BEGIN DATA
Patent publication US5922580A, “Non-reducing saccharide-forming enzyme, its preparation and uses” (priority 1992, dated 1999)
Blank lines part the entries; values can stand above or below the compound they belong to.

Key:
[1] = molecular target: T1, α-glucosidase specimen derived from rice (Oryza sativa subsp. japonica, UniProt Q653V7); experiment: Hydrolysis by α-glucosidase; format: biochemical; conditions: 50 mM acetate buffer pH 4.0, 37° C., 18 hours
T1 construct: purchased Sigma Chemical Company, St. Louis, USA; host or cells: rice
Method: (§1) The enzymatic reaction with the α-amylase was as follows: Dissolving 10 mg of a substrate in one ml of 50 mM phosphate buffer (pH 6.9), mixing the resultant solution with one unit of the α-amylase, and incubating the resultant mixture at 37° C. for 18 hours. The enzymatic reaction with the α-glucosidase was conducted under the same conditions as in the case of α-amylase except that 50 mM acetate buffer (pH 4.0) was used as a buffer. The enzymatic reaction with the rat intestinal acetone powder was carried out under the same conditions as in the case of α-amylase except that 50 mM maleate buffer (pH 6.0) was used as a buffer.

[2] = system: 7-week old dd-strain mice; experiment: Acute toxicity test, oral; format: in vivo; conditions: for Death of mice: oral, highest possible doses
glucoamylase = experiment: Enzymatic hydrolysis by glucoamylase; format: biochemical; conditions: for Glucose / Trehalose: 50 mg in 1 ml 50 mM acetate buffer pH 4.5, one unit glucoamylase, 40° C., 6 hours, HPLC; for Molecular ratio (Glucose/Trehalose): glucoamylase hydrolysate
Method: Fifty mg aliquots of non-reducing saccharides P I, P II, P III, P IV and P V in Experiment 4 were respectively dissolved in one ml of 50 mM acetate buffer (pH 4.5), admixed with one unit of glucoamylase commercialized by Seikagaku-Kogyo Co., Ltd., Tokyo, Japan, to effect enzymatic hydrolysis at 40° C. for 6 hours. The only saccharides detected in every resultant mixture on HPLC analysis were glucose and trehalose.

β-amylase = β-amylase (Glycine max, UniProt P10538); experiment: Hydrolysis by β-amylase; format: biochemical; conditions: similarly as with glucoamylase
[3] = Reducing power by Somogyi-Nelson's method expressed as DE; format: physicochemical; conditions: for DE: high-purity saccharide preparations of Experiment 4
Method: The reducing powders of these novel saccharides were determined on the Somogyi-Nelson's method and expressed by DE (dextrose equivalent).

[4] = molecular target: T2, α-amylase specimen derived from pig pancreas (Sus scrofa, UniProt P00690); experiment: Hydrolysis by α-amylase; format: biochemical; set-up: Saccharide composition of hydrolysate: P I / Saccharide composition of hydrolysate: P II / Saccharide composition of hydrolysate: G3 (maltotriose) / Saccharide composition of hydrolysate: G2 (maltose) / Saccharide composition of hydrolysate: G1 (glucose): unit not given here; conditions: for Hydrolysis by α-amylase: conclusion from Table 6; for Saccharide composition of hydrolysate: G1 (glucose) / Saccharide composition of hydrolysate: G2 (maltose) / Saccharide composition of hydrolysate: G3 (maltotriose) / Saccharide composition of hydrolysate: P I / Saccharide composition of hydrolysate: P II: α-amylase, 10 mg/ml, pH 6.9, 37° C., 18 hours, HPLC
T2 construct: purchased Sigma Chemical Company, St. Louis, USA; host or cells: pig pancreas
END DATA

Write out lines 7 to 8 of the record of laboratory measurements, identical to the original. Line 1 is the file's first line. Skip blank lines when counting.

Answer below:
[2] = system: 7-week old dd-strain mice; experiment: Acute toxicity test, oral; format: in vivo; conditions: for Death of mice: oral, highest possible doses
glucoamylase = experiment: Enzymatic hydrolysis by glucoamylase; format: biochemical; conditions: for Glucose / Trehalose: 50 mg in 1 ml 50 mM acetate buffer pH 4.5, one unit glucoamylase, 40° C., 6 hours, HPLC; for Molecular ratio (Glucose/Trehalose): glucoamylase hydrolysate